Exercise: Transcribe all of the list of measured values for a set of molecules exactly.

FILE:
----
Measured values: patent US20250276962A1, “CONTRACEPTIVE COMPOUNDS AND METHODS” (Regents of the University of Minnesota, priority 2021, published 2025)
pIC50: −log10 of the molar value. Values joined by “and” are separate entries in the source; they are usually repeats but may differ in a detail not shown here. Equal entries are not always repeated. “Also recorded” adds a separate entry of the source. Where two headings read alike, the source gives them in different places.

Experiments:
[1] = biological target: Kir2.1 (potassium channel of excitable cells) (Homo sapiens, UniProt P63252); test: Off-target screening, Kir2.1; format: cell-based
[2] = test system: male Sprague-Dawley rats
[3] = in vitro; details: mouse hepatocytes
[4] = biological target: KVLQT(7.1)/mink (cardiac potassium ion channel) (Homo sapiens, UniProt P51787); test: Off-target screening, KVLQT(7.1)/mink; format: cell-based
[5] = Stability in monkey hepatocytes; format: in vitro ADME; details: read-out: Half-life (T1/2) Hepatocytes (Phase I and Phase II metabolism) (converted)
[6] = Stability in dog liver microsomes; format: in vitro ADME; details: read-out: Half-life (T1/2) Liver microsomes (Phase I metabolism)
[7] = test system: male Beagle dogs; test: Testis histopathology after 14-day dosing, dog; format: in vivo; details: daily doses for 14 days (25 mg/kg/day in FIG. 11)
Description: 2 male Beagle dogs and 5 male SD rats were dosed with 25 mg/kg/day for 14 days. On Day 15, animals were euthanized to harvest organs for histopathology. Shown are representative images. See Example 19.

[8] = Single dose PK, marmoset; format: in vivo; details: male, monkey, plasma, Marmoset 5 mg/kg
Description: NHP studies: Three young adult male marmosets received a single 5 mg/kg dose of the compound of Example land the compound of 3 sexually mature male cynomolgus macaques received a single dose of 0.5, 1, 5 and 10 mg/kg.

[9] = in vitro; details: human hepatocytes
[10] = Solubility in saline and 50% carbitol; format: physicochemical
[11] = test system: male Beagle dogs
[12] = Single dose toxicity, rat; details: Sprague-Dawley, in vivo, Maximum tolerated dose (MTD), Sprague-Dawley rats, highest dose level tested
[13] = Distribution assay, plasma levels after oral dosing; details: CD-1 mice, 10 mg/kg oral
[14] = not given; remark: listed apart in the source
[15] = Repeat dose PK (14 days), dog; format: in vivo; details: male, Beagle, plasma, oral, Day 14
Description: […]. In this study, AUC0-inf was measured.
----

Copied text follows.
Measured values: patent US20250276962A1, “CONTRACEPTIVE COMPOUNDS AND METHODS” (Regents of the University of Minnesota, priority 2021, published 2025)
pIC50: −log10 of the molar value. Values joined by “and” are separate entries in the source; they are usually repeats but may differ in a detail not shown here. Equal entries are not always repeated. “Also recorded” adds a separate entry of the source. Where two headings read alike, the source gives them in different places.

Experiments:
[1] = biological target: Kir2.1 (potassium channel of excitable cells) (Homo sapiens, UniProt P63252); test: Off-target screening, Kir2.1; format: cell-based
[2] = test system: male Sprague-Dawley rats
[3] = in vitro; details: mouse hepatocytes
[4] = biological target: KVLQT(7.1)/mink (cardiac potassium ion channel) (Homo sapiens, UniProt P51787); test: Off-target screening, KVLQT(7.1)/mink; format: cell-based
[5] = Stability in monkey hepatocytes; format: in vitro ADME; details: read-out: Half-life (T1/2) Hepatocytes (Phase I and Phase II metabolism) (converted)
[6] = Stability in dog liver microsomes; format: in vitro ADME; details: read-out: Half-life (T1/2) Liver microsomes (Phase I metabolism)
[7] = test system: male Beagle dogs; test: Testis histopathology after 14-day dosing, dog; format: in vivo; details: daily doses for 14 days (25 mg/kg/day in FIG. 11)
Description: 2 male Beagle dogs and 5 male SD rats were dosed with 25 mg/kg/day for 14 days. On Day 15, animals were euthanized to harvest organs for histopathology. Shown are representative images. See Example 19.

[8] = Single dose PK, marmoset; format: in vivo; details: male, monkey, plasma, Marmoset 5 mg/kg
Description: NHP studies: Three young adult male marmosets received a single 5 mg/kg dose of the compound of Example land the compound of 3 sexually mature male cynomolgus macaques received a single dose of 0.5, 1, 5 and 10 mg/kg.

[9] = in vitro; details: human hepatocytes
[10] = Solubility in saline and 50% carbitol; format: physicochemical
[11] = test system: male Beagle dogs
[12] = Single dose toxicity, rat; details: Sprague-Dawley, in vivo, Maximum tolerated dose (MTD), Sprague-Dawley rats, highest dose level tested
[13] = Distribution assay, plasma levels after oral dosing; details: CD-1 mice, 10 mg/kg oral
[14] = not given; remark: listed apart in the source
[15] = Repeat dose PK (14 days), dog; format: in vivo; details: male, Beagle, plasma, oral, Day 14
Description: […]. In this study, AUC0-inf was measured.